eMusic is pretty close to a good thing; they sell DRM-free mp3s at very reasonable prices. The problem there is that they only have a subscription model, currently where you pay ten bucks a month for up to 40 tracks, but any tracks you don't download go POOF at the end of the month and you lose your money. You can't just go and buy 5 tracks. So eMusic is out until/unless they allow people to buy only as much as they want. Nice try, guys, you're really close. Fix this situation and you'lll be golden.
Magnatune has the model right. They sell DRM-free mp3s AND lossless, high-quality audio (FLAC / OGG / etc) for audiophiles who don't want to lose fidelity. They even allow you to pay what you think a CD is worth (with an $8 minimum and $18 maximum currently). You can listen to a whole CD before you buy, it, even in high fidelity. It's perfect as a model. The only problem is that they don't have anything I like, so far – obscure artists I've never heard of and haven't been blown away by in admittedly limited sampling (so far). But I would really love to see them succeed. They're the closest I've seen yet to the right thing.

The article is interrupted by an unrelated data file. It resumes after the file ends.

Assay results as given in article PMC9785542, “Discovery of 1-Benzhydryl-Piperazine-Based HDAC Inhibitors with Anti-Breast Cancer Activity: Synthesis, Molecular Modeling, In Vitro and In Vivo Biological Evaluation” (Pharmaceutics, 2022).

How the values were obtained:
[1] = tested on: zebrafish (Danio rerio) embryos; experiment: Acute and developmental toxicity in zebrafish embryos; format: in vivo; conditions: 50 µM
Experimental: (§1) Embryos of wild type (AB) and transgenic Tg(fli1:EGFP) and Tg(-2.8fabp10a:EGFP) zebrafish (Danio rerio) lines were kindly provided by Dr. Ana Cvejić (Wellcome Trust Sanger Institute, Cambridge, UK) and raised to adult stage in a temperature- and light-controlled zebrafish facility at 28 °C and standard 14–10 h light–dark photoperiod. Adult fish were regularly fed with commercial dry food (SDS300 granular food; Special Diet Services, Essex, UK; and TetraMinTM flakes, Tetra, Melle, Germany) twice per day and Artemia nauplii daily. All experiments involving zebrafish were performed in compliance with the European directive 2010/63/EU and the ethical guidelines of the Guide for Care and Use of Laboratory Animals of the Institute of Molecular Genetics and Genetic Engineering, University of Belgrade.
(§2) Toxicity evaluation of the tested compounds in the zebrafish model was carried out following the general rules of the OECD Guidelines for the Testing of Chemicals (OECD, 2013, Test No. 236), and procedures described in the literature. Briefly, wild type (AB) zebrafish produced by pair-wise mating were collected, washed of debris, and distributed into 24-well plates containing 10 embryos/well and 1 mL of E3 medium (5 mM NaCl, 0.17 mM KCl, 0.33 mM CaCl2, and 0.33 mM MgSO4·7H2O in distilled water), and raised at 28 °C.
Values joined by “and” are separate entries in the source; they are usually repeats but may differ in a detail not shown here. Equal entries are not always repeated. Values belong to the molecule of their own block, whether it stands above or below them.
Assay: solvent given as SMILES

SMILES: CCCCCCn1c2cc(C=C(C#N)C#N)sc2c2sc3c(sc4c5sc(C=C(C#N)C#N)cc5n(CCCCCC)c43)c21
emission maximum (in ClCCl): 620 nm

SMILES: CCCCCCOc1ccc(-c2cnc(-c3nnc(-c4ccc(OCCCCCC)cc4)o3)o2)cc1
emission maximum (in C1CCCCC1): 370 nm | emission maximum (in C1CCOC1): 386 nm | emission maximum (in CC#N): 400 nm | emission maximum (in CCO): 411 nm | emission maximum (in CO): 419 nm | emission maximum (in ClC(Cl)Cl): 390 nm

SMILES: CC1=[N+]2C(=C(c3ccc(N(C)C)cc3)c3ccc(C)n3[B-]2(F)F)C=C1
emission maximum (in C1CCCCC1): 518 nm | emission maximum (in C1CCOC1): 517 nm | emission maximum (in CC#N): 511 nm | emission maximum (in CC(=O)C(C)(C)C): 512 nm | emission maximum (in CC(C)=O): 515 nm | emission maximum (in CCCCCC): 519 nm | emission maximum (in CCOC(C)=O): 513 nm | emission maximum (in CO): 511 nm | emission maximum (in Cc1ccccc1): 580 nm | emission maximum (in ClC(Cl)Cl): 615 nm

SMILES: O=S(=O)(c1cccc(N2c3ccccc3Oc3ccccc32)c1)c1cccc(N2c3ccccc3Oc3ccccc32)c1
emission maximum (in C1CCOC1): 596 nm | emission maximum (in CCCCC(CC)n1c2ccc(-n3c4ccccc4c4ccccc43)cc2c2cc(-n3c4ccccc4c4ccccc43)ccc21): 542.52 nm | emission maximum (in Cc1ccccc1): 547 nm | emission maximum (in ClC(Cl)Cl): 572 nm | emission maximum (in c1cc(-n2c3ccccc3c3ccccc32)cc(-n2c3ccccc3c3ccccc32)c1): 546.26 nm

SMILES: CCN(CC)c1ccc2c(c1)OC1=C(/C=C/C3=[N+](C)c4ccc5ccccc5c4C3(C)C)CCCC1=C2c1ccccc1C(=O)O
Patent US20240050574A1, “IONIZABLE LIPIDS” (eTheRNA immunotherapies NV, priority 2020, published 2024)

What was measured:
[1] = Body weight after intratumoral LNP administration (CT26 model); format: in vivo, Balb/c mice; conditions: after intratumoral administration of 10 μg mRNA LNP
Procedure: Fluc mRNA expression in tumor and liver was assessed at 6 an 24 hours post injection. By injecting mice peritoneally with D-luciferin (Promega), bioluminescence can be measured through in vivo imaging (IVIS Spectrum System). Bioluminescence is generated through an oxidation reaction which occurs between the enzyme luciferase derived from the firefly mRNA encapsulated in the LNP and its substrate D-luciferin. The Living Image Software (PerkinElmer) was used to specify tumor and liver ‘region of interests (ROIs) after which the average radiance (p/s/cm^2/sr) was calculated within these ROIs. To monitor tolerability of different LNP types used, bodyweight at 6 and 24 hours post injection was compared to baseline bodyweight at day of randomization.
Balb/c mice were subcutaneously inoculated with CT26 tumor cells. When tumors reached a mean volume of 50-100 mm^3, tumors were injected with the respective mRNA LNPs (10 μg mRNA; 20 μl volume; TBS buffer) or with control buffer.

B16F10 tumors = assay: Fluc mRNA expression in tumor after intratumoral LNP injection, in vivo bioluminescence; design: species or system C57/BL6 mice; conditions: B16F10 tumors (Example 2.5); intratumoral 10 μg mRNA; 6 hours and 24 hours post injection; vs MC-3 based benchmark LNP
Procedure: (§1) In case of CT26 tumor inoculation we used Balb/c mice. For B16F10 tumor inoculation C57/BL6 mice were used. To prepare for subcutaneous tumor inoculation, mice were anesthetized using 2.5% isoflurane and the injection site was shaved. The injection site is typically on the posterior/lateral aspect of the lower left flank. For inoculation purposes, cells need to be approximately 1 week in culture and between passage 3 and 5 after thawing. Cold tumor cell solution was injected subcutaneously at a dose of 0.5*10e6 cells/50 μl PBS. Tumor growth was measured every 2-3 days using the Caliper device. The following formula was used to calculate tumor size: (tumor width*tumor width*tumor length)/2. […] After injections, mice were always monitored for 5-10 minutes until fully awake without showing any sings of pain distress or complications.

Then you have some artists who decide to set up their own stores online and sell their stuff directly. So today's plunge was with Gillian Welch, whose store is here. Especially since she wrote a song complaining about piracy, I wanted to put a few bucks in her pocket and show that if she provided a way for people to get what they want without stealing it, they will.
Her store allows you to buy DRM-free MP3s for about $10 for a CD, or lossless FLAC for $13. I opted for FLAC because I wanted to hear every little nuance of her voice, and I figured three bucks more wasn't unreasonable given that the file sizes are about ten times as much.